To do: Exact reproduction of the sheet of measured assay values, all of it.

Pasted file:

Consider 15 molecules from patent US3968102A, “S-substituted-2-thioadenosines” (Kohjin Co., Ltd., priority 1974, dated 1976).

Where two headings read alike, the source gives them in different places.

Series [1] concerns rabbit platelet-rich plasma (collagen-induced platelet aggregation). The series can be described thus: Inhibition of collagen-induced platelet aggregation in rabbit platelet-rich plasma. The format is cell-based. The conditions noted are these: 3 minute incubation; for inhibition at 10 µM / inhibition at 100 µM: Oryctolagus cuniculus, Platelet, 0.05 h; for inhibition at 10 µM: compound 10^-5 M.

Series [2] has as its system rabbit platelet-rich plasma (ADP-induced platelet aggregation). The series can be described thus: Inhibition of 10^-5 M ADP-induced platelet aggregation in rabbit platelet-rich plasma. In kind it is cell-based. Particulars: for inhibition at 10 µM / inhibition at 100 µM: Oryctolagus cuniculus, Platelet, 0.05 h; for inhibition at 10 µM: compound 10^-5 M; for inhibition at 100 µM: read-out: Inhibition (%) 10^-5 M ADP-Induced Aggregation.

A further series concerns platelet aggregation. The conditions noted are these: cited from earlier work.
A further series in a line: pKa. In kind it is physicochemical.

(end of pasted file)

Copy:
Consider 15 molecules from patent US3968102A, “S-substituted-2-thioadenosines” (Kohjin Co., Ltd., priority 1974, dated 1976).

Where two headings read alike, the source gives them in different places.

Series [1] concerns rabbit platelet-rich plasma (collagen-induced platelet aggregation). The series can be described thus: Inhibition of collagen-induced platelet aggregation in rabbit platelet-rich plasma. The format is cell-based. The conditions noted are these: 3 minute incubation; for inhibition at 10 µM / inhibition at 100 µM: Oryctolagus cuniculus, Platelet, 0.05 h; for inhibition at 10 µM: compound 10^-5 M.

Series [2] has as its system rabbit platelet-rich plasma (ADP-induced platelet aggregation). The series can be described thus: Inhibition of 10^-5 M ADP-induced platelet aggregation in rabbit platelet-rich plasma. In kind it is cell-based. Particulars: for inhibition at 10 µM / inhibition at 100 µM: Oryctolagus cuniculus, Platelet, 0.05 h; for inhibition at 10 µM: compound 10^-5 M; for inhibition at 100 µM: read-out: Inhibition (%) 10^-5 M ADP-Induced Aggregation.

A further series concerns platelet aggregation. The conditions noted are these: cited from earlier work.
A further series in a line: pKa. In kind it is physicochemical.